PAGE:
1.5 out of 5 stars
Sometimes you go into a film knowing what the filmmakers are trying to do. The 355 is an example of a project that unashamedly tries to swap gender stereotypes within the spy-action genre. It has been done before, but this movie moves from the isolated rogue agent like Salt or Atomic Blonde to the banding together of a whole team of trained female operatives. All of these women come together from different countries to stop World War III.
To get it out of the way early, most will wonder what the film’s name references. For those unfamiliar with the history of the American Revolution, Agent 355 was a female spy who’s name was meant to be kept a secret. Even though this is left until the film's conclusion, it is best to provide our readers with that bit of history. Especially since it is the least confusing element of the story. One that begins in Columbia during a supposed drug raid and a CIA agent gets his hands on a cyberweapon that can cause worldwide havoc. Mason "Mace" Brown (Jessica Chastain) and Nick Fowler (Sebastian Stan) are mobilised from the agency to get the device back from this operative who has gone underground. While the pair is in Paris, they manage to contact the agent. Still, as to be expected, things go exceptionally wrong with the mission.
As Mace tries to recover from the debacle in France, she must recruit a former MI6 colleague and friend named Khadijah (Lupita Nyong'o). She is a computer specialist who can assist with tracking down the gadget and those who have it in their possession. While these two work to find the lethal mechanism, they must align their forces with two unexpected individuals. German agent Marie (Diane Kruger) and Colombian psychologist Graciela (Penélope Cruz) are essential for accomplishing their goal of saving the world. As they work out the internal workings of this unassuming team, they must fight their way around the globe. An international escapade involving less-than-surprising twists, extensive fight sequences, and an expectation for group cohesion that seems impossible. All their misadventures lead to Shanghai and Chinese agent, Lin Mi Sheng (Bingbing Fan), who helps this ensemble in their search.
To look at the cast and the premise, everything points at a potential franchise in the making. Yet, in the hands of the director of X-Men: Dark Phoenix, Simon Kinberg, who struggled to make an established ensemble franchise work, this project seems to be a bit above his pay grade. There are few original or noteworthy aspects of this concept, from the opening sequence to the predictable conclusion. Despite being an all-female team, everything from the script to the action sequences proves to be a poorly executed action film. One containing massive plot holes that even Tom Cruise would avoid jumping over.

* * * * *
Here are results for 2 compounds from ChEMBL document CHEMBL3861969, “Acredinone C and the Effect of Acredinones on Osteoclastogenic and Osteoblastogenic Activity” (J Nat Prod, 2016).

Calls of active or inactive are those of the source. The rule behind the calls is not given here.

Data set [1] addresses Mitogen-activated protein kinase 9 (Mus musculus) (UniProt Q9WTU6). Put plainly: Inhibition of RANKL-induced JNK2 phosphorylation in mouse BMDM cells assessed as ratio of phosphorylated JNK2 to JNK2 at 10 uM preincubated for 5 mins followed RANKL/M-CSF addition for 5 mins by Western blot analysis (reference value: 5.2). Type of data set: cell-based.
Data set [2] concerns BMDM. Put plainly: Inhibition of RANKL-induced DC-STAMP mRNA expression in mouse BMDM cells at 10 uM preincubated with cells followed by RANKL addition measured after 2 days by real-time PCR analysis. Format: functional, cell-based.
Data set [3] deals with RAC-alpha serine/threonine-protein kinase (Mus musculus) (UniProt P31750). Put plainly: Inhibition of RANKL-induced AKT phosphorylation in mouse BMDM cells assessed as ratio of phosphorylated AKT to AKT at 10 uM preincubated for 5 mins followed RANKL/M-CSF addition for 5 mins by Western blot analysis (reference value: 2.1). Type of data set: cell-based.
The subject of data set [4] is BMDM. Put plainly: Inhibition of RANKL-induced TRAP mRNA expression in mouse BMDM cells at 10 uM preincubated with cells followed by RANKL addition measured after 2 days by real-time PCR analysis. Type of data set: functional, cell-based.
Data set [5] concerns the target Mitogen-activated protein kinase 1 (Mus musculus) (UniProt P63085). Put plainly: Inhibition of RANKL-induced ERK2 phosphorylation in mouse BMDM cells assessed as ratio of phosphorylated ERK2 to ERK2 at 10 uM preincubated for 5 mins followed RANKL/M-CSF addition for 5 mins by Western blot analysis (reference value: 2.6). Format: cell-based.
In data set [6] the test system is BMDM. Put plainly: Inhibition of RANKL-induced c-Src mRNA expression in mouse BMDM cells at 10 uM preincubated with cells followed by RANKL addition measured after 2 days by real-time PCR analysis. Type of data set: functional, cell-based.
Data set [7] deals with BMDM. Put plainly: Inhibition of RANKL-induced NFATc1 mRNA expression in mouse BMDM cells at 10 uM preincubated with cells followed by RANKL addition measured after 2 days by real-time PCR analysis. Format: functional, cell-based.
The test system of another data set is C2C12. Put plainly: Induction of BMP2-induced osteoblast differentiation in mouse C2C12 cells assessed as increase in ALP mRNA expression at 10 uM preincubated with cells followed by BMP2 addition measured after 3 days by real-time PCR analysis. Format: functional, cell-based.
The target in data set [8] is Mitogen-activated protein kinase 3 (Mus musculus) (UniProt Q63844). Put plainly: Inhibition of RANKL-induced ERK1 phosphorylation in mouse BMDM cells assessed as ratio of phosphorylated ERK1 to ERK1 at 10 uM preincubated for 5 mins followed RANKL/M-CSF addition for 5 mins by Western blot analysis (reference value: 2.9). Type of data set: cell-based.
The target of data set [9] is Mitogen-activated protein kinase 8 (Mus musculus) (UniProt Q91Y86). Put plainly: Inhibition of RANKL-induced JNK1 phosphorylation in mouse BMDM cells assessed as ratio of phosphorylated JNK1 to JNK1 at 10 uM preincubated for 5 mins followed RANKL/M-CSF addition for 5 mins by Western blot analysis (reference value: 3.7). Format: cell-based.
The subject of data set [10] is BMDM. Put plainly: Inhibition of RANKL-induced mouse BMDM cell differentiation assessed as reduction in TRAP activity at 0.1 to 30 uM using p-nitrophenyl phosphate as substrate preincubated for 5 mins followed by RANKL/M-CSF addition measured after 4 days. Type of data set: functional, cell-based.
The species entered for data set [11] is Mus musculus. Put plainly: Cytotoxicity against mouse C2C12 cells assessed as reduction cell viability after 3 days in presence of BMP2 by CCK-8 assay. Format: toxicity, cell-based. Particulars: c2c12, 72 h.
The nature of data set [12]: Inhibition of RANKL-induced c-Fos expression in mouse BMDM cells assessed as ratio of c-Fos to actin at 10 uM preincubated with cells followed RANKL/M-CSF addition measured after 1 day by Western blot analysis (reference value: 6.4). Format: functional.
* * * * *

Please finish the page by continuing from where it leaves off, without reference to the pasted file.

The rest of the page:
Even with two Academy Award-winning members within the cast (Cruz & Nyong'o), there is little they can do to salvage the weak writing given to them. Still, the screenplay was not the biggest hurdle for the cast to traverse. This massive obstacle was their attempt to replace men in the title roles. Instead of merely trying to be James Bond or Ethan Hunt, what would have been refreshing is for this team to show how women would fight differently within this world. Not in a farcical way like Charlie's Angels or in the hyper-violent manner of Atomic Blonde, but with a style that would differentiate them from their male counterparts.
It should be said that the world desires solid female action stars. Female heroes can show how things can be done to contrast with male stars and still make sense to modern audiences. Unfortunately, The 355 failed to break any new ground or set a new standard within this film classification.
Reel Dialogue: We need female heroes
Even though The 355 fails to deliver, it does not diminish the need for female heroes. As a father of three daughters and the grandfather of two granddaughters, it should be said that women should be celebrated as role models. The problem with most female characters portrayed on the big screen is that they tend to be overly sexualised, stripped of all femininity, or are not allowed to show how they can define physical or emotional strength. It is an identity crisis that is not new to our modern era. Still, when the studios manage to find the right combination of power and femininity, it is no wonder that they explode in popularity. Hence, the successful examples of the recent incarnations of Wonder Woman and Black Widow.
Christianity tends to get a bad wrap for not celebrating women, but this is not an honest depiction of what can be found in the Bible. There are examples of strong women and men who appreciate them throughout the text. Names like Rahab, Ruth, Deborah, Mary, Priscilla, and many more proved to impact history and faith. Also, one aspect of Jesus' ministry was to move society to appreciate and praise the value of women. Even the most sceptical historians have to acknowledge that Christianity is a faith that values female heroes.
Passages to consider on the topic of women: The Book of Ruth, Proverbs 31, The Gospel accounts of Matthew, Mark, Luke and John